Friday, 10 December 2010
27 Southampton Street WC2
The plaque is unusual on several counts. Firstly, its quality and cost (it is cast bronze). Secondly, unlike most plaques it is the work of a top-flight sculptor, Henry Fehr. And thirdly, it was paid for by the freeholder, the Duke of Bedford, who was not known for his generosity. He even got his personal architect, Charles Fitzroy Doll, to sketch out the design.
A bust of Garrick circled with a laurel wreath stands on a plinth with the inscription. On either side stand two Muses, helpfully labeled. Less helpfully for today's Londoners, the labels are in Greek, but one of the advantages of a scientific education is a working knowledge of the Greek alphabet so I was able after only a bit of head-scratching to identify them as Melpomene (left) and Thalia (right).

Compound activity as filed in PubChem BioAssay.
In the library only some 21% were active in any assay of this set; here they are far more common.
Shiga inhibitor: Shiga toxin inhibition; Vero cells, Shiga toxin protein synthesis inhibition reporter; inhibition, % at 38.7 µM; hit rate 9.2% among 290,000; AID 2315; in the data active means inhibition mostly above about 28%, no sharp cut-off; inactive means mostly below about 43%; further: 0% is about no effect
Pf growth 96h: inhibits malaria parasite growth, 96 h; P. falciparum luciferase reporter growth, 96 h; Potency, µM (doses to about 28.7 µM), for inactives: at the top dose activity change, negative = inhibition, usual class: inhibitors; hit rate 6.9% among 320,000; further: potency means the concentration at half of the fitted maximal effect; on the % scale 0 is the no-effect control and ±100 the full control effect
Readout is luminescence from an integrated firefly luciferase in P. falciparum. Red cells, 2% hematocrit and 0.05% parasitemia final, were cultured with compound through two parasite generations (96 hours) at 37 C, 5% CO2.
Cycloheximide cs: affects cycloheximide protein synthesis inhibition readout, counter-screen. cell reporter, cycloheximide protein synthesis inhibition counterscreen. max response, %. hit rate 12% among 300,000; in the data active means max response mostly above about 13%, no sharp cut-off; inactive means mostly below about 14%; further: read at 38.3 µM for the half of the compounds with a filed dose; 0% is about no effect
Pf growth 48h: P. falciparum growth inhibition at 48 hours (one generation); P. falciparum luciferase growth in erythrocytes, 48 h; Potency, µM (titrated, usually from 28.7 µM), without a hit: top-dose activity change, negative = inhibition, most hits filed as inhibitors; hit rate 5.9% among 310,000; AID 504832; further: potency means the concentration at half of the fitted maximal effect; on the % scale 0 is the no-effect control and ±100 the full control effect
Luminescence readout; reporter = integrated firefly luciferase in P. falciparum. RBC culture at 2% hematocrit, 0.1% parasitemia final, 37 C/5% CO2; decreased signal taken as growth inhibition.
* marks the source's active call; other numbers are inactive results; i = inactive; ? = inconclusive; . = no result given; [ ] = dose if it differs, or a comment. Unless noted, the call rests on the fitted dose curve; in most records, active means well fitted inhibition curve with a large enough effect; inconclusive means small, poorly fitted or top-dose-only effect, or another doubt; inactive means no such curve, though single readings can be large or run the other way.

Melpomene, the Muse of Tragedy, holds her dagger in her right hand. She traditionally also carries a club but Fehr clearly thought that would be rather unladylike so she holds a slim, elegant mace with a crown hanging round it instead.
Thalia holds the mask of comedy and a shepherdess's crook. Both are sad and pensive